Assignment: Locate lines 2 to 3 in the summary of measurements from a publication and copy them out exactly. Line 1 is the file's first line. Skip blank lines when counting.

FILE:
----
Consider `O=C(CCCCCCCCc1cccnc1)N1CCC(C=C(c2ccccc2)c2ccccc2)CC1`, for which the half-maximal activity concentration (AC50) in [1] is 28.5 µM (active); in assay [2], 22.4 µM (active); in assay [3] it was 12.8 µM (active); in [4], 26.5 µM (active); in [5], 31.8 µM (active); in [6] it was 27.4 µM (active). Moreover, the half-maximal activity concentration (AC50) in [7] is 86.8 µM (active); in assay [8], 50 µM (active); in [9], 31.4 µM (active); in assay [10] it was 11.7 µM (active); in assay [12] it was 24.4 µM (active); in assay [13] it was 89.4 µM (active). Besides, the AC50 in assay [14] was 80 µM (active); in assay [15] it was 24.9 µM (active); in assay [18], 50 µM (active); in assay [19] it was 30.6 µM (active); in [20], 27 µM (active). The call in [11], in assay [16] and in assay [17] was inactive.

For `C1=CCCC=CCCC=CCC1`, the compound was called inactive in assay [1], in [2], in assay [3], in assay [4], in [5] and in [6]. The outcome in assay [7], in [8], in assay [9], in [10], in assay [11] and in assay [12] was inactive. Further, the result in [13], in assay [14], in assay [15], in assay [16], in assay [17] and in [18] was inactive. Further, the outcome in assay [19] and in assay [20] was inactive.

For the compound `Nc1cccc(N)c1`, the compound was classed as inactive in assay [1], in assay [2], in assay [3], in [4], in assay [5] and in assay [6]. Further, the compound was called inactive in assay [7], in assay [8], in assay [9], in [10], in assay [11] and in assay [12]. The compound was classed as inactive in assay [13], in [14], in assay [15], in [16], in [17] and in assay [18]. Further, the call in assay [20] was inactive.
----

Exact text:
For `C1=CCCC=CCCC=CCC1`, the compound was called inactive in assay [1], in [2], in assay [3], in assay [4], in [5] and in [6]. The outcome in assay [7], in [8], in assay [9], in [10], in assay [11] and in assay [12] was inactive. Further, the result in [13], in assay [14], in assay [15], in assay [16], in assay [17] and in [18] was inactive. Further, the outcome in assay [19] and in assay [20] was inactive.

For the compound `Nc1cccc(N)c1`, the compound was classed as inactive in assay [1], in assay [2], in assay [3], in [4], in assay [5] and in assay [6]. Further, the compound was called inactive in assay [7], in assay [8], in assay [9], in [10], in assay [11] and in assay [12]. The compound was classed as inactive in assay [13], in [14], in assay [15], in [16], in [17] and in assay [18]. Further, the call in assay [20] was inactive.